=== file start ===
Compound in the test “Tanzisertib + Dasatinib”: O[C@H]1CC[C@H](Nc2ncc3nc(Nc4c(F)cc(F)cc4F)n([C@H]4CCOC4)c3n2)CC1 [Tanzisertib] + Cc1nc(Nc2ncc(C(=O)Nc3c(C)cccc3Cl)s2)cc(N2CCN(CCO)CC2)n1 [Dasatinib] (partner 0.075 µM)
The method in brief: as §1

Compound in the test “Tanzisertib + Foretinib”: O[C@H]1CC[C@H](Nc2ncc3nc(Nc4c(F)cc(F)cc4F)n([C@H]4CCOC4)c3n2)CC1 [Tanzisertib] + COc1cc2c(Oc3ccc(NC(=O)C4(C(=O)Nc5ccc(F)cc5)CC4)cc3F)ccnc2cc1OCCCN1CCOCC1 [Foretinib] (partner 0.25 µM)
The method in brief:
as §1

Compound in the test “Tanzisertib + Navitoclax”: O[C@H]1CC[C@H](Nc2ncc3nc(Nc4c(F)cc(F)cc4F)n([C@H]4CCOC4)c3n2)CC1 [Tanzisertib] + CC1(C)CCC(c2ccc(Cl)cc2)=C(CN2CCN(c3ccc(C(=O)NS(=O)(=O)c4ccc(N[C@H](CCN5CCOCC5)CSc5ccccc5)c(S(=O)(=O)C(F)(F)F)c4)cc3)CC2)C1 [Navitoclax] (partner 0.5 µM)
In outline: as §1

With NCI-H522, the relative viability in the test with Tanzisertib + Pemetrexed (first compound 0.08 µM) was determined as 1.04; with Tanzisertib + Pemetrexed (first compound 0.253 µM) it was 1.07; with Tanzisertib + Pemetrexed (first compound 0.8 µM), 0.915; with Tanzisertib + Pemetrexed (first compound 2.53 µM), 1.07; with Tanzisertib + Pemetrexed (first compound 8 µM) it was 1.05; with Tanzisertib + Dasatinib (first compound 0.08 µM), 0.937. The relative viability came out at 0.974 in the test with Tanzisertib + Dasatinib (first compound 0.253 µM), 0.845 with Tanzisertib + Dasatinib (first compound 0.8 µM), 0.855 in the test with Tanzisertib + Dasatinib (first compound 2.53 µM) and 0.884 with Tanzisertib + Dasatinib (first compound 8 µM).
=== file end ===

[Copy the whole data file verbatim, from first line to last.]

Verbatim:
Compound in the test “Tanzisertib + Dasatinib”: O[C@H]1CC[C@H](Nc2ncc3nc(Nc4c(F)cc(F)cc4F)n([C@H]4CCOC4)c3n2)CC1 [Tanzisertib] + Cc1nc(Nc2ncc(C(=O)Nc3c(C)cccc3Cl)s2)cc(N2CCN(CCO)CC2)n1 [Dasatinib] (partner 0.075 µM)
The method in brief: as §1

Compound in the test “Tanzisertib + Foretinib”: O[C@H]1CC[C@H](Nc2ncc3nc(Nc4c(F)cc(F)cc4F)n([C@H]4CCOC4)c3n2)CC1 [Tanzisertib] + COc1cc2c(Oc3ccc(NC(=O)C4(C(=O)Nc5ccc(F)cc5)CC4)cc3F)ccnc2cc1OCCCN1CCOCC1 [Foretinib] (partner 0.25 µM)
The method in brief:
as §1

Compound in the test “Tanzisertib + Navitoclax”: O[C@H]1CC[C@H](Nc2ncc3nc(Nc4c(F)cc(F)cc4F)n([C@H]4CCOC4)c3n2)CC1 [Tanzisertib] + CC1(C)CCC(c2ccc(Cl)cc2)=C(CN2CCN(c3ccc(C(=O)NS(=O)(=O)c4ccc(N[C@H](CCN5CCOCC5)CSc5ccccc5)c(S(=O)(=O)C(F)(F)F)c4)cc3)CC2)C1 [Navitoclax] (partner 0.5 µM)
In outline: as §1

With NCI-H522, the relative viability in the test with Tanzisertib + Pemetrexed (first compound 0.08 µM) was determined as 1.04; with Tanzisertib + Pemetrexed (first compound 0.253 µM) it was 1.07; with Tanzisertib + Pemetrexed (first compound 0.8 µM), 0.915; with Tanzisertib + Pemetrexed (first compound 2.53 µM), 1.07; with Tanzisertib + Pemetrexed (first compound 8 µM) it was 1.05; with Tanzisertib + Dasatinib (first compound 0.08 µM), 0.937. The relative viability came out at 0.974 in the test with Tanzisertib + Dasatinib (first compound 0.253 µM), 0.845 with Tanzisertib + Dasatinib (first compound 0.8 µM), 0.855 in the test with Tanzisertib + Dasatinib (first compound 2.53 µM) and 0.884 with Tanzisertib + Dasatinib (first compound 8 µM).